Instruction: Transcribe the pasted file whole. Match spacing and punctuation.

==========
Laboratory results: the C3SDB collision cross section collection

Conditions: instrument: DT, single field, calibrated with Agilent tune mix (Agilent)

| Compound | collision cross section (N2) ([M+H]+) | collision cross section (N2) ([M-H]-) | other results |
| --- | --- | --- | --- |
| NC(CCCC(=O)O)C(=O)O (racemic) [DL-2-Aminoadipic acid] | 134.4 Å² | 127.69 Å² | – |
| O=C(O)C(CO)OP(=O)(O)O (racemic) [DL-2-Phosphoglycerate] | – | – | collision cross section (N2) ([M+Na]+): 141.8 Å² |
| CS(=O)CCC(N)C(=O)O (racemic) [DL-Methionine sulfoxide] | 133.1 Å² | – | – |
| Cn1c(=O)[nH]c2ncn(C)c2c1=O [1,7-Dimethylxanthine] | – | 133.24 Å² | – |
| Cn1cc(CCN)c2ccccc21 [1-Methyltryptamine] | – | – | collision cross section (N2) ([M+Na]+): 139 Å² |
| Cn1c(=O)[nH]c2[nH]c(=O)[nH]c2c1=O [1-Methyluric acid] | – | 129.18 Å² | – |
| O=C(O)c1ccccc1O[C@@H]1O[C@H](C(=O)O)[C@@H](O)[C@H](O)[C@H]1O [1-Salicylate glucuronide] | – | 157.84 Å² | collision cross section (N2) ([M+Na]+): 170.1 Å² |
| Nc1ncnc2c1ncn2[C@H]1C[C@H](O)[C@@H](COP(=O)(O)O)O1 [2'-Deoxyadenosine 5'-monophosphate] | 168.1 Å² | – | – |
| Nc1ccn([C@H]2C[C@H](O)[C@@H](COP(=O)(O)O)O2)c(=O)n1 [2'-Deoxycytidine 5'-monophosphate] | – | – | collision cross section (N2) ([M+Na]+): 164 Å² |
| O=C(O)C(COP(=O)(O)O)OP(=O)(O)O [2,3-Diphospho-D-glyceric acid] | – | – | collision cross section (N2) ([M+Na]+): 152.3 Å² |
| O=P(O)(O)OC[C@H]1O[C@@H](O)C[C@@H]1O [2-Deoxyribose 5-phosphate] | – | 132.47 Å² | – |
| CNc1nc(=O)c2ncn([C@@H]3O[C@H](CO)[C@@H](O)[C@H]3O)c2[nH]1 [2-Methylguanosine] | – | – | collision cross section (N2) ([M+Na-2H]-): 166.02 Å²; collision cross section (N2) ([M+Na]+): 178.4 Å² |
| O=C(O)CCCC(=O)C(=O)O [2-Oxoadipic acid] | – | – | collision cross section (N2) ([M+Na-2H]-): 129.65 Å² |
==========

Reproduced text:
Laboratory results: the C3SDB collision cross section collection

Conditions: instrument: DT, single field, calibrated with Agilent tune mix (Agilent)

| Compound | collision cross section (N2) ([M+H]+) | collision cross section (N2) ([M-H]-) | other results |
| --- | --- | --- | --- |
| NC(CCCC(=O)O)C(=O)O (racemic) [DL-2-Aminoadipic acid] | 134.4 Å² | 127.69 Å² | – |
| O=C(O)C(CO)OP(=O)(O)O (racemic) [DL-2-Phosphoglycerate] | – | – | collision cross section (N2) ([M+Na]+): 141.8 Å² |
| CS(=O)CCC(N)C(=O)O (racemic) [DL-Methionine sulfoxide] | 133.1 Å² | – | – |
| Cn1c(=O)[nH]c2ncn(C)c2c1=O [1,7-Dimethylxanthine] | – | 133.24 Å² | – |
| Cn1cc(CCN)c2ccccc21 [1-Methyltryptamine] | – | – | collision cross section (N2) ([M+Na]+): 139 Å² |
| Cn1c(=O)[nH]c2[nH]c(=O)[nH]c2c1=O [1-Methyluric acid] | – | 129.18 Å² | – |
| O=C(O)c1ccccc1O[C@@H]1O[C@H](C(=O)O)[C@@H](O)[C@H](O)[C@H]1O [1-Salicylate glucuronide] | – | 157.84 Å² | collision cross section (N2) ([M+Na]+): 170.1 Å² |
| Nc1ncnc2c1ncn2[C@H]1C[C@H](O)[C@@H](COP(=O)(O)O)O1 [2'-Deoxyadenosine 5'-monophosphate] | 168.1 Å² | – | – |
| Nc1ccn([C@H]2C[C@H](O)[C@@H](COP(=O)(O)O)O2)c(=O)n1 [2'-Deoxycytidine 5'-monophosphate] | – | – | collision cross section (N2) ([M+Na]+): 164 Å² |
| O=C(O)C(COP(=O)(O)O)OP(=O)(O)O [2,3-Diphospho-D-glyceric acid] | – | – | collision cross section (N2) ([M+Na]+): 152.3 Å² |
| O=P(O)(O)OC[C@H]1O[C@@H](O)C[C@@H]1O [2-Deoxyribose 5-phosphate] | – | 132.47 Å² | – |
| CNc1nc(=O)c2ncn([C@@H]3O[C@H](CO)[C@@H](O)[C@H]3O)c2[nH]1 [2-Methylguanosine] | – | – | collision cross section (N2) ([M+Na-2H]-): 166.02 Å²; collision cross section (N2) ([M+Na]+): 178.4 Å² |
| O=C(O)CCCC(=O)C(=O)O [2-Oxoadipic acid] | – | – | collision cross section (N2) ([M+Na-2H]-): 129.65 Å² |